Tripartisan Group of Senators To Introduce Stand-Alone Medicare Rx Drug Benefit
A group of senators is preparing to introduce legislation that would create a stand-alone prescription drug benefit for seniors and a new program "designed to close gaps" in fee-for-service Medicare coverage, the AP/Baltimore Sun reports. The proposal, called the "Option for Enhanced Medicare Benefits," could reach the Senate floor as early as next week and comes from the so-called Tripartisan Group, which includes Sens. Charles Grassley (R-Iowa), Olympia Snowe (R-Maine), Orrin Hatch (R-Utah), John Breaux (D-La.) and James Jeffords (I-Vt.). The prescription drug benefit would "generally follow" a plan passed by the House last month that would allow seniors to purchase drug-only coverage from private insurance companies (AP/Baltimore Sun, 7/10). Under the House plan, seniors would pay a $250 annual deductible and a $33 monthly premium. Low-income seniors would be exempt from the premiums and deductible. The federal government would cover 80% of seniors' annual prescription drug costs up to $1,000, 50% up to $2,000 and no costs between $2,000 and $3,700, after which a catastrophic benefit would begin (California Healthline, 6/28).
Under the tripartisan plan, which would cost about $330 billion over the next 10 years, seniors would pay a monthly premium less than $30 and a $250 annual deductible, after which the government would cover 50% of annual drug costs up to $2,000. Further, the government would cover at least 90% of annual out-of-pocket expenses greater than $3,700. The plan would fully subsidize monthly premiums for low-income beneficiaries and would cover 95% of their drug costs up to $2,500 or $3,000, 50% up to $3,700 and all costs above $3,700. The tripartisan proposal is a "less costly alternative" to prescription drug benefit legislation proposed by Sens. Bob Graham (D-Fla.) and Zell Miller (D-Ga.), which is estimated to cost $500 billion over the next eight years. Another part of the tripartisan legislation would allow seniors to enroll in a health plan that offers coverage for hospital stays and "other services," including doctor visits, for a single annual deductible of "a few hundred dollars." Traditional Medicare beneficiaries pay an $812 deductible for each hospital stay and a $100 annual deductible for other services (AP/Baltimore Sun, 7/10).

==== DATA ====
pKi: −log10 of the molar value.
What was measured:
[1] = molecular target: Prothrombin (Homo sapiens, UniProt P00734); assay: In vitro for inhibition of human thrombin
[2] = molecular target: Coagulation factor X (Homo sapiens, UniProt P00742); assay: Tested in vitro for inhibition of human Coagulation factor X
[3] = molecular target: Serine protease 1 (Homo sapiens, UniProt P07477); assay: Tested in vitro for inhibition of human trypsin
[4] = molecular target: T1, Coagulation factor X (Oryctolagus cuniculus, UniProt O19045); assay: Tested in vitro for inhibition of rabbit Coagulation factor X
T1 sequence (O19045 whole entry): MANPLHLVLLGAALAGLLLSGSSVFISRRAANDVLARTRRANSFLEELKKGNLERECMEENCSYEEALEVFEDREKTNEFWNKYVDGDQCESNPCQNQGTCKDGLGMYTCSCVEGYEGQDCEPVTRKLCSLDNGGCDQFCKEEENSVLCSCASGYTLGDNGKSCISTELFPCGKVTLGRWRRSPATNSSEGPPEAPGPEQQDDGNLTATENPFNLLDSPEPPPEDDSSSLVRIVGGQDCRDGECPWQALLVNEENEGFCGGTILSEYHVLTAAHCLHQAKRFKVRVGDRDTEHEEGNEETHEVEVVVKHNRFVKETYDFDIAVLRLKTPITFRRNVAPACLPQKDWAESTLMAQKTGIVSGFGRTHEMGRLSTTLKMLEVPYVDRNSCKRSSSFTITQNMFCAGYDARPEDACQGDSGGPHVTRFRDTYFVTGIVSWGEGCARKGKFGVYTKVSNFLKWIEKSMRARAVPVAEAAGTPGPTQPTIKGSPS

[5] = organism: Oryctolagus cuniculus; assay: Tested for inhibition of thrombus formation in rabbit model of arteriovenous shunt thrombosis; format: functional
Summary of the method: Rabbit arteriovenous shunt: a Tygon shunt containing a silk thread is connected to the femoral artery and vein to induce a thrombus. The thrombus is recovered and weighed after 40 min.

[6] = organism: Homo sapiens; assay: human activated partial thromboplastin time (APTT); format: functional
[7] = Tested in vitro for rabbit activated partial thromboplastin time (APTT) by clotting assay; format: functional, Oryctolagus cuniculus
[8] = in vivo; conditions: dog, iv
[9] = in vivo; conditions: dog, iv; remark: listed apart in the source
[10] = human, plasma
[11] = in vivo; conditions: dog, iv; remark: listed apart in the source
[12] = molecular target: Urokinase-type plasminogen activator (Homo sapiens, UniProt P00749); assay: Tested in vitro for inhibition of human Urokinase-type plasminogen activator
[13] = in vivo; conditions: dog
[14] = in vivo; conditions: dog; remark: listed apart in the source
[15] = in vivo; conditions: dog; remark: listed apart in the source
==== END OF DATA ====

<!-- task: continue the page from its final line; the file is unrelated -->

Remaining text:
Bills that would allow drug reimportation from Canada and ease market entry of generic medications could "dominate" the Senate's consideration of Medicare drug benefit proposals next week, CongressDaily/AM reports (Fulton, CongressDaily/AM, 7/10). Although both the Clinton and Bush administrations refused to implement drug reimportation legislation passed by Congress in 2000, Senate Democrats are "pushing" a new reimportation bill. Yesterday, William Hubbard, an FDA senior associate commissioner, told the Senate Special Committee on Aging that allowing reimportation of U.S.-made drugs from Canada, where medications are sometimes 60% less expensive, would "encourage unscrupulous individuals to devise schemes [to reimport] dangerous products from all points around the globe." Breaux added, "Without our domestic safety net to ensure the integrity of these pharmaceuticals, consumers simply do not know what medicine they are buying" (Carter, AP/South Florida Sun-Sentinel, 7/9). A different proposal by Sens. John McCain (R-Ariz.) and Charles Schumer (D-N.Y.) would "eliminate current legal 'perks'" given to brand-name and generic drug makers that delay the production of generic drugs. The bill, which the Senate Health, Education, Labor and Pensions Committee expects to mark up today, would also "codify FDA's definition of when a generic is deemed equivalent to a brand-name drug" (CongressDaily/AM, 7/10).This is part of the California Healthline Daily Edition, a summary of health policy coverage from major news organizations. Sign up for an email subscription.